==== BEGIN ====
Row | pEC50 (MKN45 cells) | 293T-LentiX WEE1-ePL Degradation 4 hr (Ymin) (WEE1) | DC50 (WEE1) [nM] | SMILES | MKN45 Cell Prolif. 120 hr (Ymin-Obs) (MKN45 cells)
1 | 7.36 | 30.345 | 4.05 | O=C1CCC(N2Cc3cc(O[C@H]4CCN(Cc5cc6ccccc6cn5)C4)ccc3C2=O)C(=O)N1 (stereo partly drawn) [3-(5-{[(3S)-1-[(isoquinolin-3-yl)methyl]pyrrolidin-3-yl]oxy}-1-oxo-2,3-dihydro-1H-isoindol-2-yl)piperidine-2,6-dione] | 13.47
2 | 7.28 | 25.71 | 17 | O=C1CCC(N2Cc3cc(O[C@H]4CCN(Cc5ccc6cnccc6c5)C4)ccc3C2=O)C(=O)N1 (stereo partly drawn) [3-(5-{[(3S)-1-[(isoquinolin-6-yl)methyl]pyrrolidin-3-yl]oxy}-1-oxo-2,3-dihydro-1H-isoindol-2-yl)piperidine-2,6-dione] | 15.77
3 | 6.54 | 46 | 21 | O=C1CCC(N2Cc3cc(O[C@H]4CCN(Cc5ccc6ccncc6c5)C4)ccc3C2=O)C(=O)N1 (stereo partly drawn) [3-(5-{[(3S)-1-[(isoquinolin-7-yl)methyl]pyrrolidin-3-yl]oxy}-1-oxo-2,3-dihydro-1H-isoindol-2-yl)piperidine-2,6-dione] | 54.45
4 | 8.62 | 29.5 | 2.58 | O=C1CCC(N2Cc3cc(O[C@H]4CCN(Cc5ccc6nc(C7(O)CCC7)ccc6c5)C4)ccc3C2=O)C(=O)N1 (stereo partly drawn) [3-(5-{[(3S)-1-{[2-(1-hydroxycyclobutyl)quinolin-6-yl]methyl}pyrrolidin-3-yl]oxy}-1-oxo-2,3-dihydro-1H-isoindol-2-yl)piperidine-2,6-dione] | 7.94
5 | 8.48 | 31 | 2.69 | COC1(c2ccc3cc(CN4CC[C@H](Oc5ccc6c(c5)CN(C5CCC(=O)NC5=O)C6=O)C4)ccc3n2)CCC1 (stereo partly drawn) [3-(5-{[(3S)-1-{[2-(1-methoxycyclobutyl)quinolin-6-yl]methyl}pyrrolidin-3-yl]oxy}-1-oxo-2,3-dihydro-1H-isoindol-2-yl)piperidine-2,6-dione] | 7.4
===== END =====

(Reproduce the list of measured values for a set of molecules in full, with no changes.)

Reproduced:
Row | pEC50 (MKN45 cells) | 293T-LentiX WEE1-ePL Degradation 4 hr (Ymin) (WEE1) | DC50 (WEE1) [nM] | SMILES | MKN45 Cell Prolif. 120 hr (Ymin-Obs) (MKN45 cells)
1 | 7.36 | 30.345 | 4.05 | O=C1CCC(N2Cc3cc(O[C@H]4CCN(Cc5cc6ccccc6cn5)C4)ccc3C2=O)C(=O)N1 (stereo partly drawn) [3-(5-{[(3S)-1-[(isoquinolin-3-yl)methyl]pyrrolidin-3-yl]oxy}-1-oxo-2,3-dihydro-1H-isoindol-2-yl)piperidine-2,6-dione] | 13.47
2 | 7.28 | 25.71 | 17 | O=C1CCC(N2Cc3cc(O[C@H]4CCN(Cc5ccc6cnccc6c5)C4)ccc3C2=O)C(=O)N1 (stereo partly drawn) [3-(5-{[(3S)-1-[(isoquinolin-6-yl)methyl]pyrrolidin-3-yl]oxy}-1-oxo-2,3-dihydro-1H-isoindol-2-yl)piperidine-2,6-dione] | 15.77
3 | 6.54 | 46 | 21 | O=C1CCC(N2Cc3cc(O[C@H]4CCN(Cc5ccc6ccncc6c5)C4)ccc3C2=O)C(=O)N1 (stereo partly drawn) [3-(5-{[(3S)-1-[(isoquinolin-7-yl)methyl]pyrrolidin-3-yl]oxy}-1-oxo-2,3-dihydro-1H-isoindol-2-yl)piperidine-2,6-dione] | 54.45
4 | 8.62 | 29.5 | 2.58 | O=C1CCC(N2Cc3cc(O[C@H]4CCN(Cc5ccc6nc(C7(O)CCC7)ccc6c5)C4)ccc3C2=O)C(=O)N1 (stereo partly drawn) [3-(5-{[(3S)-1-{[2-(1-hydroxycyclobutyl)quinolin-6-yl]methyl}pyrrolidin-3-yl]oxy}-1-oxo-2,3-dihydro-1H-isoindol-2-yl)piperidine-2,6-dione] | 7.94
5 | 8.48 | 31 | 2.69 | COC1(c2ccc3cc(CN4CC[C@H](Oc5ccc6c(c5)CN(C5CCC(=O)NC5=O)C6=O)C4)ccc3n2)CCC1 (stereo partly drawn) [3-(5-{[(3S)-1-{[2-(1-methoxycyclobutyl)quinolin-6-yl]methyl}pyrrolidin-3-yl]oxy}-1-oxo-2,3-dihydro-1H-isoindol-2-yl)piperidine-2,6-dione] | 7.4